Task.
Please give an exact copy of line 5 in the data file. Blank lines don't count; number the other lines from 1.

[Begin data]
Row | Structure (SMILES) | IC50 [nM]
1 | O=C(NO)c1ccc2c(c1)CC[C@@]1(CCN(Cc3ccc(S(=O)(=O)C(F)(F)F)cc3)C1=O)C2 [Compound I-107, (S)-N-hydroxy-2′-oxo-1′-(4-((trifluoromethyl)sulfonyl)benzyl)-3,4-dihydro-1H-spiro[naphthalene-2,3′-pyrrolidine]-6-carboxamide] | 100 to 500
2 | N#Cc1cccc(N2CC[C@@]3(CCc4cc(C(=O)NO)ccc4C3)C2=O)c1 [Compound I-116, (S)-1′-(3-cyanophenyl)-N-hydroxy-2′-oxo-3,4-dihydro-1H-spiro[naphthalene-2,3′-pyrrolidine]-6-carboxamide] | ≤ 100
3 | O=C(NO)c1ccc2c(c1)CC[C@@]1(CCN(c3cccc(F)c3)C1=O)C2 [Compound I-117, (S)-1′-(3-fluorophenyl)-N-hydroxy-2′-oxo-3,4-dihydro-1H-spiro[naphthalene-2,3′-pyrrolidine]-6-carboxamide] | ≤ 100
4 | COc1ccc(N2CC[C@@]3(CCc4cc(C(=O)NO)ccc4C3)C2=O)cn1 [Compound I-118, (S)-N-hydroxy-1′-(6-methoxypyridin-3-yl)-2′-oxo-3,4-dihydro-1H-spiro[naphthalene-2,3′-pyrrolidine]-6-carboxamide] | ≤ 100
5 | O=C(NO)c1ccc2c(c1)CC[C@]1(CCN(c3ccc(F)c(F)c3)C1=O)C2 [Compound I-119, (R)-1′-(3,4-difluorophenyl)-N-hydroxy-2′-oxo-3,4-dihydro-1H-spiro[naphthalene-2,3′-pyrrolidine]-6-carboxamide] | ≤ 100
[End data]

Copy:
4 | COc1ccc(N2CC[C@@]3(CCc4cc(C(=O)NO)ccc4C3)C2=O)cn1 [Compound I-118, (S)-N-hydroxy-1′-(6-methoxypyridin-3-yl)-2′-oxo-3,4-dihydro-1H-spiro[naphthalene-2,3′-pyrrolidine]-6-carboxamide] | ≤ 100